Children unravel mysteries of Santa Claus
December 18, 2012
By Christina Corrales-Toy
Santa Claus, the elves and his reindeer are busily putting on the finishing touches of what is sure to be an exciting holiday season.
He’s been hard at work making toys, reading his mail and recording last-minute Christmas wishes from Issaquah boys and girls at the Cougar Mountain Zoo, Issaquah Commons and Gilman Village.
But while Santa Claus is checking his list just one more time before he departs on a whirlwind tour of the world on Dec. 24, Issaquah kids are putting forth their best guesses as to how exactly the big man in red is able to do it all.
How does Santa get down the chimney?
It’s no secret that Santa is a big fan of milk and cookies, much to the chagrin of a watchful Mrs. Claus, but the jolly old man is still able to slide down billions of chimneys a year without so much as one misplaced brick.
From large brick chimneys to small, pipe-sized chimneys, Santa can get through them all. But just how does he do it?
“It’s easy,” said Brady Cykler, 4.
Santa simply coasts down the chimney like he would any other slide. But he added that a dab of butter might also help Santa squeeze into some less than ideal spaces.
Katelynne Cykler, 9, suggested that Santa has the magic touch, with powers to transform a chimney.
“Maybe when he touches the chimney, it widens for him, and then when he gets out of it, it goes back to skinny, the regular size,” she said.
Xander Gibbons, 4, thinks Santa might get a little assistance from nine of his closest friends — Dasher, Dancer, Prancer, Vixen, Comet, Cupid, Donner, Blitzen and, of course, Rudolph.
“He goes down the chimney and the reindeer help push him in,” he said.
How do reindeer fly?
Santa would not be able to travel anywhere without the guidance of his reindeer, especially the red-nosed one.
With a crew led by Rudolph himself, Santa is able to circle the globe in all sorts of weather and deliver gifts to every boy and girl. But just how do the lovable creatures get off the ground in the first place?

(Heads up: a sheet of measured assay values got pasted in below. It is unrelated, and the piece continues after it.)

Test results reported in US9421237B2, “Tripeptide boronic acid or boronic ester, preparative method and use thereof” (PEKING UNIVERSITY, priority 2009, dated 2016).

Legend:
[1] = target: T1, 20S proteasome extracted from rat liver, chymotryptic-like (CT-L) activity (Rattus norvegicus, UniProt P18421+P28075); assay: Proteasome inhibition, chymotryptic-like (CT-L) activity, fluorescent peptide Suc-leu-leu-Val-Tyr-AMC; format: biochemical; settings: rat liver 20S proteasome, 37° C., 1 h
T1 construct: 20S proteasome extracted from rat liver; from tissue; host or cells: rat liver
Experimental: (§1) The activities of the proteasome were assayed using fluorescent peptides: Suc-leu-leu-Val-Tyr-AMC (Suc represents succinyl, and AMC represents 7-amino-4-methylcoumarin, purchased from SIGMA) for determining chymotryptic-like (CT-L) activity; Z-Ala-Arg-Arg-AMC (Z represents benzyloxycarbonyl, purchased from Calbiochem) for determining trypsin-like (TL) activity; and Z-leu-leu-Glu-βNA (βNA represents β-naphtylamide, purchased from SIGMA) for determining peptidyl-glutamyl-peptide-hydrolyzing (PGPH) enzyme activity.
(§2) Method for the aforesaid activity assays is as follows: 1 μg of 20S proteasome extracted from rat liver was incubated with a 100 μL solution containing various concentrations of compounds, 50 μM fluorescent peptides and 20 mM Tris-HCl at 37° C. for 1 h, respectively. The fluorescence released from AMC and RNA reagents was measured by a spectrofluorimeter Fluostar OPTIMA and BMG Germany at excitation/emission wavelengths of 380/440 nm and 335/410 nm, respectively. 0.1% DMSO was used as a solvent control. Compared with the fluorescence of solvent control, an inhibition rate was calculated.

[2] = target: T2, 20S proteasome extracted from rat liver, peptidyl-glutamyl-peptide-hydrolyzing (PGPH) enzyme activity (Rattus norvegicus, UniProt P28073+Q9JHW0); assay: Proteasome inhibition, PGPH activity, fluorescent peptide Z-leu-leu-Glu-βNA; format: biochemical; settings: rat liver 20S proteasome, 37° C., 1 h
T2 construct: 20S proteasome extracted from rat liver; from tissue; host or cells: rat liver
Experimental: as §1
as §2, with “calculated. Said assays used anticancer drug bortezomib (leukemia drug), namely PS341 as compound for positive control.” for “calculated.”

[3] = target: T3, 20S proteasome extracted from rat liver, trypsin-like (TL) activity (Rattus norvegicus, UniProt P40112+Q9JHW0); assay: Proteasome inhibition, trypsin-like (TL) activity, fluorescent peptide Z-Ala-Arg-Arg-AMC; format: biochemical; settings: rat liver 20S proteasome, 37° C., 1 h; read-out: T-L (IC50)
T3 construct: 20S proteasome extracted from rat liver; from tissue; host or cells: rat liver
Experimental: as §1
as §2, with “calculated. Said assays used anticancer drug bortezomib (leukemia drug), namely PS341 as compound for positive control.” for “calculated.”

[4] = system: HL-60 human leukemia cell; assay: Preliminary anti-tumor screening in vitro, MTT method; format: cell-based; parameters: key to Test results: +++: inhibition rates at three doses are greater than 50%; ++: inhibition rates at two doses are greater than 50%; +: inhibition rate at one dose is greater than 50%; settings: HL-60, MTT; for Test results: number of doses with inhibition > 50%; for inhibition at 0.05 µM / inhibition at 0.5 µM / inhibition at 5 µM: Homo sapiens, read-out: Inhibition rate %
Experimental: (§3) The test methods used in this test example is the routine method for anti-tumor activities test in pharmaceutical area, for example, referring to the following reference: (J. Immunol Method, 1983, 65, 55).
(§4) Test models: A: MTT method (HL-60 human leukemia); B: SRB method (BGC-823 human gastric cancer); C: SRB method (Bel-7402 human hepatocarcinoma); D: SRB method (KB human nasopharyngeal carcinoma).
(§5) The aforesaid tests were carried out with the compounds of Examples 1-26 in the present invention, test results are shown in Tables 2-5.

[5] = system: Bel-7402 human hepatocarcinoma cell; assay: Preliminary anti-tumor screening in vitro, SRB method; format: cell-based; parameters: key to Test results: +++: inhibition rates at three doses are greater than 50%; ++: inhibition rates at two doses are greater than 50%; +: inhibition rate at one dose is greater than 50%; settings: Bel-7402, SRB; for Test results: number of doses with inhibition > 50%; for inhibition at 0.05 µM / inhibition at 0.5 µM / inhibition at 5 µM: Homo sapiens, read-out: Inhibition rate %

Jadyn Cykler, 6, attributes it to a bit of special Christmas magic.
“Maybe it’s a special pixie dust they use,” she said.
Xander Gibbons agrees that magic is involved, but it’s not pixie dust that does the trick.
“Reindeer fly with a magic potion,” he said.
Liam Heide, 4, said the secret to a reindeer’s flight can be found in the pellets that fall from the animals’ behind.
“Reindeer go poo poo and it makes them fly,” he said with a chuckle.
At the Cougar Mountain Zoo’s Reindeer Festival, kids learn that there is actually a science behind the reindeer’s flight.
“It all has to do with the aurora borealis,” said Robyn Barfoot, the zoo’s head elf, referring to the natural light show known as the northern lights.
During the aurora borealis, the reindeer sprout thousands of tiny wings that are invisible to the naked eye, but allow the animals to fly, Barfoot said.
How does Santa get around to everyone in just one day?
With so many kids to see and so many places to visit, it’s a wonder that Santa is able to get all the gifts delivered in just one day.
But all the credit for Santa’s timeliness should go to the ones pulling the sleigh, said Selma Kheriaty, 5.
“The reindeer go so fast that Santa’s able to get around to all of the little girls and boys around the world,” she said.
Sadie Kheriaty, 3, agreed.
“The reindeer fly super fast,” she said.
Jadyn Cykler chalks it up to just another example of the enchantment that surrounds everything that Santa does.
“Santa uses special magic and his reindeer to do it,” she said.
No matter how Santa and his crew are able to create the yearly masterpiece that is Christmas, there is one thing that all of the kids agreed on: It all takes just a little bit of magic.